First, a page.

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Breiðdalsvík is a small seaside village situated by a cove (Icel. vík) of the same name. Inland from the cove is the aptly named valley Breiðdalur (“Broad Valley”), the largest valley in the East Fjords. Framed by majestic mountain ranges, Breiðdalur possesses great natural beauty.
A proper village did not emerge in Breiðdalsvík until the 1960s, though the town was licensed as a trading post long before, in 1883. Until then, the present town consisted only of a scattering of farmhouses and a general store. There was considerable disagreement about whether a town should be established by the seaside or in the valley, near the ancient parsonage at Heydalir. Many found it appropriate for a village to be built up around the parsonage, but the interests of the fishing industry ultimately won out. Fishing and fish processing were understandably the primary employment of Breiðdalsvík’s inhabitants during the town’s rapid growth in the latter half of the 20th century.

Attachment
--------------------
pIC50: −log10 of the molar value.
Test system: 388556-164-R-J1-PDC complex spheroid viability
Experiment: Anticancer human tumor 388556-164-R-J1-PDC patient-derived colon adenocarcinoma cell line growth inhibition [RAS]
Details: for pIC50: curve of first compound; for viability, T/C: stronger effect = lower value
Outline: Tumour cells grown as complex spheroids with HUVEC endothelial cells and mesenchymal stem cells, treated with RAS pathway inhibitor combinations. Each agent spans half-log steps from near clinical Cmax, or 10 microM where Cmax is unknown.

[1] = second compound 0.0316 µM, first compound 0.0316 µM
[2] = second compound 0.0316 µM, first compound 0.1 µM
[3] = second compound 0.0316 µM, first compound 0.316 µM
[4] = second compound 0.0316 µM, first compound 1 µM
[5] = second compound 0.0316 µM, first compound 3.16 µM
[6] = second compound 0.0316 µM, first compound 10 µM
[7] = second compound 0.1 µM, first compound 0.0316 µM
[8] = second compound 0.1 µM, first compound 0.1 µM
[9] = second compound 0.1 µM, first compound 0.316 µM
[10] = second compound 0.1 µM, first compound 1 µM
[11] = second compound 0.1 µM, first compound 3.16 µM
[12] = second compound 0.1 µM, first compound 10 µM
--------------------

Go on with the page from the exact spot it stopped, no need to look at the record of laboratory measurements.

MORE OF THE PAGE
Breiðdalsvík and Breiðdalur are now home to about 200 people, and while the fishing industry is still an important source of employment, tourism has been a growing industry since the turn of the century. Farming and various services round out the most common forms of employment. The area offers a wide range of services, including restaurants, museums, hotels, and a general store, kindergarten, elementary school, library, sports center, car repair shop, bank, post office, and healthcare center.